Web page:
Teachers Employ Service Learning Approach
Several teachers in the Milton Public School are using a method of teaching the applies students' skills and talents to a project that benefits the community.
The general perception of education is that a teacher presents information and then the students recite it back on some kind of a test. A group of teachers, administrators and students are trying to integrate a new philosophy that relies on hands-on work with a benefit to the community and beyond.
Service learning projects like a cooking class selling baked goods to benefit the food pantry and the larger scale Outdoor Classrooms project have been popping up in Milton over the last few years. This inclusive teaching method gives every student a chance to express their ideas and implement them.
Jeff Stoodt, a science teacher at Pierce Middle School, has become very involved in service learning. After Stoodt completed several projects and gained support from Milton High School Vice Principal Yolanda Beech, Kassandra Derby, a high school art teacher, joined the movement.
Derby and Stoodt both explained that service learning allows the students to take control of their education, and direct their focus outside of the school walls. By being aware of the world around them, these projects allow students to affect change.
"Change will only happen if you start to believe you can make a difference," Stoodt said.
The Milton Public Schools are in the third year of a grant from Learn and Serve America, a federal grant, and state grants from the Department of Education to start service learning projects in the school system. This year, Milton High and Pierce Middle School held open houses for teachers interested in adding a service learning project to their lesson plans. The well-attended events even helped stir student interest. Students are currently submitting their own proposals including one that would tackle drinking and alcoholism in Milton.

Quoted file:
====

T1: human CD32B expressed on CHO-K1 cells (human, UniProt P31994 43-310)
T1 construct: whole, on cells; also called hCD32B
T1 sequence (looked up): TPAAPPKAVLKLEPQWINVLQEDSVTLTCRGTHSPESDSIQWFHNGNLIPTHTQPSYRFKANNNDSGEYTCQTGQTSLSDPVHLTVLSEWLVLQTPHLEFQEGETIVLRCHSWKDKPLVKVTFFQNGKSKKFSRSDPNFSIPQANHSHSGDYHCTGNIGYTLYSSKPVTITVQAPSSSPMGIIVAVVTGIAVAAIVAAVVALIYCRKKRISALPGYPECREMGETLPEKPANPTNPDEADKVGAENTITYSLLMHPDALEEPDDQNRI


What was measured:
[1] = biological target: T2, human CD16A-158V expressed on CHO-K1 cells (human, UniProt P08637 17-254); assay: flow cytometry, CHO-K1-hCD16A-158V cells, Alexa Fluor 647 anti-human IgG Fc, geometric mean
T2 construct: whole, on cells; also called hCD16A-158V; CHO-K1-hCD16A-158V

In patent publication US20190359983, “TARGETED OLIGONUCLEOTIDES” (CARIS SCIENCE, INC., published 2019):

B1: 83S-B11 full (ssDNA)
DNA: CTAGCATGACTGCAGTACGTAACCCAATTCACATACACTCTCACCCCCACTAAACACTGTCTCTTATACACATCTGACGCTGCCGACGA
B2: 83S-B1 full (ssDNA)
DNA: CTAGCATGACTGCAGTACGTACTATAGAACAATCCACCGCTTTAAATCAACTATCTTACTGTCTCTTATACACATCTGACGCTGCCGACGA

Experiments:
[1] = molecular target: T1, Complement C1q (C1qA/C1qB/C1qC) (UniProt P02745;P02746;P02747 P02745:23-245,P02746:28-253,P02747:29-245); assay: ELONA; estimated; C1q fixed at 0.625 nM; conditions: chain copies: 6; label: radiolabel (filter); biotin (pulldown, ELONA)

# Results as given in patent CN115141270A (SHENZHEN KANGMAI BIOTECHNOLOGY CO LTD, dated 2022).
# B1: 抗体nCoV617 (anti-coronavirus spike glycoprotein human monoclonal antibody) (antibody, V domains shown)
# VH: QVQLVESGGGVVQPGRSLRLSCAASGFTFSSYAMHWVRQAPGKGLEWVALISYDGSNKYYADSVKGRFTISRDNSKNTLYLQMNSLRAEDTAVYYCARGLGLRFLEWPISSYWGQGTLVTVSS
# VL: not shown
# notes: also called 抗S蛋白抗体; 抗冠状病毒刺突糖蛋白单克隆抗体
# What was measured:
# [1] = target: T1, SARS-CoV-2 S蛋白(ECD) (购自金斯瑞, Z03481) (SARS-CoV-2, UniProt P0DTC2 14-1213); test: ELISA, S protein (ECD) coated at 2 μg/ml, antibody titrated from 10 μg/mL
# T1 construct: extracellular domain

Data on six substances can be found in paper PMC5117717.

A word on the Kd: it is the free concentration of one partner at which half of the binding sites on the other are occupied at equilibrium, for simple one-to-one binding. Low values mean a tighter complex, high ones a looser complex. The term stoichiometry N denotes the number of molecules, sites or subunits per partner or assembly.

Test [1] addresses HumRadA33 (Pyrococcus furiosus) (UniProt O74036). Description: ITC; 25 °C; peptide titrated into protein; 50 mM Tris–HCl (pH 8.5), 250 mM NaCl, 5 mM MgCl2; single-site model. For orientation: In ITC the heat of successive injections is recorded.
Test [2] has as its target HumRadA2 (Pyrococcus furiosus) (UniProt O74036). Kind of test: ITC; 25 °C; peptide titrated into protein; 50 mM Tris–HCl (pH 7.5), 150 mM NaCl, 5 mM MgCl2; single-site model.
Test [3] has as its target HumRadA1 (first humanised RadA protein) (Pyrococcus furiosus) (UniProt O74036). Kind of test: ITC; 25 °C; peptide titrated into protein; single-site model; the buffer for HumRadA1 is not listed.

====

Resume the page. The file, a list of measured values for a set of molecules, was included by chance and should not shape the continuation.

Beech explained that the program began at the high school with a group of juniors and senior who were struggling slightly in the classroom. The students designed and planted the outdoor classroom garden in the High School courtyard.
The possibilities for service learning projects are nearly limitless. All grade levels and subject matters could formulate a plan to work on a project. Most importantly they empower all kinds of learners.
"(The students) get motivated by helping someone in need because they can feel their own need," said Stoodt.
The eventual goal is for Milton to have a sustainable service learning program that is deeply integrated into the curriculum. In the Hudson School District, this has already been achieved. Their program is 15 years old and fully rooted in the system's philosophy.
With a full understanding of service learning in the district, funding becomes less of a barrier.
"If (a project) requires money they would make it," Derby said, explaining that project planning should include a fundraising component if necessary. "It shouldn't be about money."
Aside from monetary setbacks, the biggest roadblock for an extensive service learning program in Milton is time. With so much time devoted to preparing for testing, the outside-the-box projects that take students into the community may be too much of a drain on a teacher's time. But Stoodt and Derby believe the time issue is manageable as long as teachers create time for collaboration.
Stoodt explained that the next step is letting the community know, "We're open for service," which is done by identifying needs in the community and steering students and resources toward them.
Service learning is often most successful when used as a partnership. Non-profits or businesses that pair up with classes often create a mutually beneficial relationship.
Derby cited one example from another school district where an accounting class partnered with a local accounting firm. Students were certified to do taxes and then applied their skills to help under-privileged seniors.
"They learn an incredible skill and at the same time they're doing a real service to the community," said Derby.
As collaboration increases this unique way of melding curriculum and community will become a mainstay at the Milton Public Schools.
Jeff Stoodt and Kassandra Derby can be reached at Pierce Middle School, 617-696-4568, and Milton High School, 617-696-4470, respectively.